Now it is official: A lock down for the second time in the Corona crisis in Austria will be implemented starting at 0:00 a.m. on Tuesday. Among other things, exit restrictions will then apply between 8 p.m. and 6 a.m.; restaurants and leisure and cultural facilities will have to close; hotels will no longer be allowed to accommodate tourists; and events will be banned with a few exceptions. Stores as well as kindergartens and schools will remain open – but high school students will be switched to distance learning.
The companies affected by the lockdown are to be replaced with 80 percent of the sales from November 2019. Short-time work will be extended.
At the presentation of the measures on Saturday, Federal Chancellor Sebastian Kurz (ÖVP) spoke of tough but necessary measures to push down the infection figures again. Austria has one of the best healthcare systems in the world, he said, “but our healthcare system also has limited capacities. If no countermeasures are taken, there will not be enough beds for adequate treatment, and doctors will have to decide who to properly care for in an intensive care bed: “We will not allow that”.
Vice Chancellor Werner Kogler (Greens) emphasized that the measures would “dramatically change our lives again. They are more than annoying, but also more than necessary.”
Everyone must make their contribution, appealed Health Minister Rudolf Anschober (Greens) to the population. The increase in new infections was “dramatic” – although this word is still the least harmless one to describe the situation. The aim of the lockdown is to flatten the curve again before mid-November in order to avoid “triage”, i.e. the selection of doctors whom they are still treating, as mentioned by Kurz.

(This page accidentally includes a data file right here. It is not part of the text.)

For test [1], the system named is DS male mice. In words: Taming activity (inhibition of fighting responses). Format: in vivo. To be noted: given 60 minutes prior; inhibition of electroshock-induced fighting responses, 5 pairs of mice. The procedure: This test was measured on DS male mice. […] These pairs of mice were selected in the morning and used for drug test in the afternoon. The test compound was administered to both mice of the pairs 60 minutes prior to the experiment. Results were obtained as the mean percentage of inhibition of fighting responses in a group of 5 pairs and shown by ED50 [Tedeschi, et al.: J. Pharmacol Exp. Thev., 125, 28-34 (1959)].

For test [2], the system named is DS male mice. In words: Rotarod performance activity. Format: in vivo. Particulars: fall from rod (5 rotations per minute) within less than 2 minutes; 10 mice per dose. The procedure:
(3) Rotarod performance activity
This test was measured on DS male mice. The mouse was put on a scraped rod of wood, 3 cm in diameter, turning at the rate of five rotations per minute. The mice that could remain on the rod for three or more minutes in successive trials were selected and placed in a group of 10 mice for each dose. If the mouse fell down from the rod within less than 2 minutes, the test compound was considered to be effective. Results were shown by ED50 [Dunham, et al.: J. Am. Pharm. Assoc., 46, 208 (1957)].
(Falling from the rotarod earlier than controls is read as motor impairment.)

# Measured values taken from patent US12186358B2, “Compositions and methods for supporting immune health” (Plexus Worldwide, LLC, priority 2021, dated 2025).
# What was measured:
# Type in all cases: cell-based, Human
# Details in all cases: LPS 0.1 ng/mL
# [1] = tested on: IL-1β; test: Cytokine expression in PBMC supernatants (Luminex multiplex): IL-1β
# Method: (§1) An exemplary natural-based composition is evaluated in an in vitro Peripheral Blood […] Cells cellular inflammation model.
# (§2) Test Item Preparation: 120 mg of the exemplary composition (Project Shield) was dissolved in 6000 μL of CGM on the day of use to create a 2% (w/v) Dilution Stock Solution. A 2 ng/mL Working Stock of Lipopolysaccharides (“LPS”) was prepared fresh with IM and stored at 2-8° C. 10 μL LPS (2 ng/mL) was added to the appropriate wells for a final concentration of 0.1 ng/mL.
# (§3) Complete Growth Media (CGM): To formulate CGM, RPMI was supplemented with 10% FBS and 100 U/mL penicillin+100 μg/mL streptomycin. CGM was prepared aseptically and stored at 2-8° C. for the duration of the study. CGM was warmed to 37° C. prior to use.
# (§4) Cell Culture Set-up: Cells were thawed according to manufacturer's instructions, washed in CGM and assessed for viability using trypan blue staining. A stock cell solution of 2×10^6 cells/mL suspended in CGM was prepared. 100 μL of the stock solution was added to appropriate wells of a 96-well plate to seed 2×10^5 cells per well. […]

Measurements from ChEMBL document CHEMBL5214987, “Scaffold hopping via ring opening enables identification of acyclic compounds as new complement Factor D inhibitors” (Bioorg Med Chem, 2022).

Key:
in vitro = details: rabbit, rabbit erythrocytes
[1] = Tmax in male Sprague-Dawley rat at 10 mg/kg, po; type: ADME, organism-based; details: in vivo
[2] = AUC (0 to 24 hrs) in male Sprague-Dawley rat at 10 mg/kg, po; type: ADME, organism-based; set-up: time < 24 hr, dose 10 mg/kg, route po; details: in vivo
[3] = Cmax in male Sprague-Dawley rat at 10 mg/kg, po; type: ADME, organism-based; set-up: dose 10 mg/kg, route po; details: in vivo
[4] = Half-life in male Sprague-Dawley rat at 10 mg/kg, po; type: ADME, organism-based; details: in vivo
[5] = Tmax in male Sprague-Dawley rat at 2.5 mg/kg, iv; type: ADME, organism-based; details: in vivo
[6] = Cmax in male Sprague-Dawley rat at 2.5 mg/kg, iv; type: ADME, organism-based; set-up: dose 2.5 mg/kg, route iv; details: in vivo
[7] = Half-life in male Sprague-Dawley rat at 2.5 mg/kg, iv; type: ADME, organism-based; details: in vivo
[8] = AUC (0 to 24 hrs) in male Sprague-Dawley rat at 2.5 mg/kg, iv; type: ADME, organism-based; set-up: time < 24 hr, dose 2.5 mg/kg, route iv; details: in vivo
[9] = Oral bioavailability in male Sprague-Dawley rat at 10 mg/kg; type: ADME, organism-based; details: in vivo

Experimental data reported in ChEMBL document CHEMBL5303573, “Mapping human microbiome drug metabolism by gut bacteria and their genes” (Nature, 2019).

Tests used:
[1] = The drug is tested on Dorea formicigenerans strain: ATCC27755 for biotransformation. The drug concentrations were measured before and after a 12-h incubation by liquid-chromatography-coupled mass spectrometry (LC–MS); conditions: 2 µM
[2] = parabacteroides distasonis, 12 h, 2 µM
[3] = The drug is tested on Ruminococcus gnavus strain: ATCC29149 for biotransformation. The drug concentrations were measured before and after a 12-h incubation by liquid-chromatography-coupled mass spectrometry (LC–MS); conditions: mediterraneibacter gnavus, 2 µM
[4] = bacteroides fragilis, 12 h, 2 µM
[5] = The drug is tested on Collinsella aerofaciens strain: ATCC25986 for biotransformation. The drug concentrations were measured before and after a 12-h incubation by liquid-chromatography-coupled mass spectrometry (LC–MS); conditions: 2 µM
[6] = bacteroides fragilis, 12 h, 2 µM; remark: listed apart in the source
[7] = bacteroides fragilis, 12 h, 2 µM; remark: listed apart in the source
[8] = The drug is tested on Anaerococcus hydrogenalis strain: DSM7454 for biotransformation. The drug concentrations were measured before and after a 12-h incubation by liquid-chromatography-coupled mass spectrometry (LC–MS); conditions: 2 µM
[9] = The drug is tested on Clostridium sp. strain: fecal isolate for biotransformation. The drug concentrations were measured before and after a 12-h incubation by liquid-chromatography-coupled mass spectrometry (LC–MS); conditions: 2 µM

Minister of the Interior Karl Nehammer (ÖVP) explained what the night-time exit restrictions mean in practice: If the police find a group of people with alcohol in the park, for example, they will be reported.
The planned new aid for affected entrepreneurs will cost around one billion euros in November, according to estimates by Finance Minister Gernot Blümel (ÖVP). According to EU Commission guidelines, they are capped at 800,000 euros per company, whereby previous corona aid must be taken into account. For companies that do not have to close but have lost sales, a new fixed cost subsidy is to be granted.
hp, source: diepresse.at. picture: pixabay.com
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